“Yeah, two big ones.”
The neighbor next door is playing with his dogs. One of them, a Doberman pincher, comes bounding up to the fence like our throats is the first thing on his menu. Tony asks the man if this was the Lemos house and he said it was. We go through the gate and knock and no one is home.
We came back the next day after lunch, but my son Ira had lost interest in the Lemos pursuit. For some reason the olive-skinned Azorean girls in their bikinis at the beach seemed to hold his attention better with sand and sun and fun. When we were on the island of Flores, João A. Gomes Vieira the scholar, curator of the Museu de Arte e Tradição da Ilha das Flores, and scrimshaw artist lined Ira up with a date. What he called “a good girl.” He acted as his chaperone and told my son who was a Montana working cowboy for ten years. “Don’t wear that big cowboy hat when we escort Angela out. Nothing can be hidden. A girl from here has to see your eyes.”
When we knocked at the door an old lady with whitish gold hair came out of her garden in black with three brown chicken eggs held in a fold in her soiled apron and one solitary tooth slowly, but finally showing itself in the front of her mouth.
Tony through a series of explanations informed her of my purpose here. She realized she was related to me and said.
“That’s very distant relation. A long long time ago.”
As if to say our kinship hardly mattered anymore. After the long two-day hunt, to hear our kinship was remote, I was immediately let down by what Tony interpreted to me. It was also the only relative in the Azores that I looked up that never invited us in for a drink. Of course her husband wasn’t home. And on a Mainland Portugal news channel that day there had been a scam on old people, telling them they were their relatives, then as one person kept them occupied in an isolated area of the house, the accomplice went around and robbed the valuables in the other rooms.
I asked Tony to tell her I wanted to take a photo of her.
“I’m too ugly,” she said.
I insisted and she went inside the house for a comb and came back and kept combing it like no matter how long she worked on her hair she’d never be satisfied. For vanity’s sake, we both took off our eyeglasses.
I noticed a big birthmark on one of her elbows.
I could feel her back warm against my hand as we faced Tony and his camera. He took six photos from several angles. He seemed real professional and I was happy with the documentation.
“What else you want to know, Art?”
“Does she have any old family photos?”
In my sense of disappointment, and not knowing what Tony had already asked her in Portuguese-I ended up not knowing even her first name. Whether she had any children? Or grandchildren? If any of her family had immigrated from São Mateus to Canada or America or Brazil or Bermuda? I only had the names on the genealogy chart. Absolutely nothing current.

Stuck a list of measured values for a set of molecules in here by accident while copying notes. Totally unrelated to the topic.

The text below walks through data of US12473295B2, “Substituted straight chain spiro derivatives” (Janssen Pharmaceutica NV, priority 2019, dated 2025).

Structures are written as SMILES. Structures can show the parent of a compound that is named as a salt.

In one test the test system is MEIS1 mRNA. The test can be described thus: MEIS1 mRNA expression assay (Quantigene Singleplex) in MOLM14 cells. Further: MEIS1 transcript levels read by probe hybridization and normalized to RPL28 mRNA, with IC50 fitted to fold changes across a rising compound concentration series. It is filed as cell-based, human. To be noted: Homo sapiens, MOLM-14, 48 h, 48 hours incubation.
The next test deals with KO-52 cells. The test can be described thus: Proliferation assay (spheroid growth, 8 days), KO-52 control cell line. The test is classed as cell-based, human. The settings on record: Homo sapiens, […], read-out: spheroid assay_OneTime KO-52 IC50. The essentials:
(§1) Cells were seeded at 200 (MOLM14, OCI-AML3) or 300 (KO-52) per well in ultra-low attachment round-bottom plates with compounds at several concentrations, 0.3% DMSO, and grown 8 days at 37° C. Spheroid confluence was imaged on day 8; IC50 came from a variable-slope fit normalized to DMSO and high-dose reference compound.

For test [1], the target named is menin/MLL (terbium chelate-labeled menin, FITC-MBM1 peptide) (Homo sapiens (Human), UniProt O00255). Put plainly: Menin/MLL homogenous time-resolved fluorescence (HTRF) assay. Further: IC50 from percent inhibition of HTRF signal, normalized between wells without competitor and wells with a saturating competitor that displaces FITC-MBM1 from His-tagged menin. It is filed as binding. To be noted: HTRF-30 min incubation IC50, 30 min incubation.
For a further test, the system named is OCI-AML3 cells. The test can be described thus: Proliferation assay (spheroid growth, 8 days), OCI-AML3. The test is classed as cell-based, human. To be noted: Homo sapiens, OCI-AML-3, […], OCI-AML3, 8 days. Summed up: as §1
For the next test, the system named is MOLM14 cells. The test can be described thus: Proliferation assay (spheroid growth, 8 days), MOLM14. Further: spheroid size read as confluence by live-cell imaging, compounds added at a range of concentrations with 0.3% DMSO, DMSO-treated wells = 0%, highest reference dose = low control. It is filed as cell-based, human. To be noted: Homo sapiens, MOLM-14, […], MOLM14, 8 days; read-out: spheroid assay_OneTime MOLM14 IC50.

We said our goodbyes. She walked all the way out to the edge of her yard that bordered high above the street. She stood there alone, looking down at our taxi cab like she was stunned or puzzled or still wondering about the unexpected visitor from out of the past. My solitary wave met hers. When I got back to Montana Tony called and said there was no film in the camera.
In time the memories of that day grew to be something very special to me. I know they became sharper in focus because of the lost of the photographs. I remember the old straw hat she had tilted to one side of her head. And that one tooth she had so prominently exposed became as memorable as the three brown chicken eggs; they seemed to define quite well the legacy of those two days well spent. Because there was something very rewarding in my search; and especially so when my relative walked all the way out to the street and stood above us and kept waving as we drove away. She was so visible and alive in her saudade. I could tell she finally got caught up in the moment like I was. This surprise visit had made her day. This two-day blood walk to find a relative proved to me why I have a greater respect for ambiance than I do the dusty names on genealogy charts with the ink so dry. Nobody ever said it better than balladeer Johnny Cash: flesh and blood needs flesh and blood and you’re the one I love.
April 30, 2010
Art Coelho poet, novelist, painter, and 7 Buffaloes Press publisher(Rural & Working Class Literature), lives in Big Timber, Montana, but grew up rural on two family farms in Fresno County’s Central California. His grandparents immigrated from The Azores. Art is currently writing two Diaspora novels. Art Coelho’s ten-year gypsy period included a work, My Own Brand, in the Macmillan anthology Traveling America with Today’s Poets. A short story, My First Kill, was selected for Fiction 100, a Prentice-Hall university textbook. Coelho won the Pushcart Prize in 1976 with the poem Like a Good Unknown Poet.
P.O. Box 249, Big Timber, Montana 59011